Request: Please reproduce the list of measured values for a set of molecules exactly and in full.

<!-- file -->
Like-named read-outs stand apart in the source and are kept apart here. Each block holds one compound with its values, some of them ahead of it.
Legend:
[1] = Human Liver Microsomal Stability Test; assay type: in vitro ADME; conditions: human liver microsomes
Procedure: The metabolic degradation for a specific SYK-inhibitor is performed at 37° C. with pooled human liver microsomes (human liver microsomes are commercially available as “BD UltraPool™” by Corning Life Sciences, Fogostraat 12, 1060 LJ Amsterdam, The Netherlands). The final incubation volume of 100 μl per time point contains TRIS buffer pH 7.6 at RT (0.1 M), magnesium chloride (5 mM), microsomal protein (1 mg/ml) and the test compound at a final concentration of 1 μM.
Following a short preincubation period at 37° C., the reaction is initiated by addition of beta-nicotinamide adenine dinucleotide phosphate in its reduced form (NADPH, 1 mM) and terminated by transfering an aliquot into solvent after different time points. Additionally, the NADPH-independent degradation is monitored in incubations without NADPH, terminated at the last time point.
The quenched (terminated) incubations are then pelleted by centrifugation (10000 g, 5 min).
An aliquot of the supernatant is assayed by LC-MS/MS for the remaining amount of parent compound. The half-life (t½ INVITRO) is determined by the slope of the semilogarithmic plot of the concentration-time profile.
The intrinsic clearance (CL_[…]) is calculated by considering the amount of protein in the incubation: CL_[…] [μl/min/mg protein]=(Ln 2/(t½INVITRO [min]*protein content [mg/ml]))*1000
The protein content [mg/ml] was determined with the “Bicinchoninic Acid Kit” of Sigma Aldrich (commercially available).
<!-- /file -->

Like-named read-outs stand apart in the source and are kept apart here. Each block holds one compound with its values, some of them ahead of it.
Legend:
[1] = Human Liver Microsomal Stability Test; assay type: in vitro ADME; conditions: human liver microsomes
Procedure: The metabolic degradation for a specific SYK-inhibitor is performed at 37° C. with pooled human liver microsomes (human liver microsomes are commercially available as “BD UltraPool™” by Corning Life Sciences, Fogostraat 12, 1060 LJ Amsterdam, The Netherlands). The final incubation volume of 100 μl per time point contains TRIS buffer pH 7.6 at RT (0.1 M), magnesium chloride (5 mM), microsomal protein (1 mg/ml) and the test compound at a final concentration of 1 μM.
Following a short preincubation period at 37° C., the reaction is initiated by addition of beta-nicotinamide adenine dinucleotide phosphate in its reduced form (NADPH, 1 mM) and terminated by transfering an aliquot into solvent after different time points. Additionally, the NADPH-independent degradation is monitored in incubations without NADPH, terminated at the last time point.
The quenched (terminated) incubations are then pelleted by centrifugation (10000 g, 5 min).
An aliquot of the supernatant is assayed by LC-MS/MS for the remaining amount of parent compound. The half-life (t½ INVITRO) is determined by the slope of the semilogarithmic plot of the concentration-time profile.
The intrinsic clearance (CL_[…]) is calculated by considering the amount of protein in the incubation: CL_[…] [μl/min/mg protein]=(Ln 2/(t½INVITRO [min]*protein content [mg/ml]))*1000
The protein content [mg/ml] was determined with the “Bicinchoninic Acid Kit” of Sigma Aldrich (commercially available).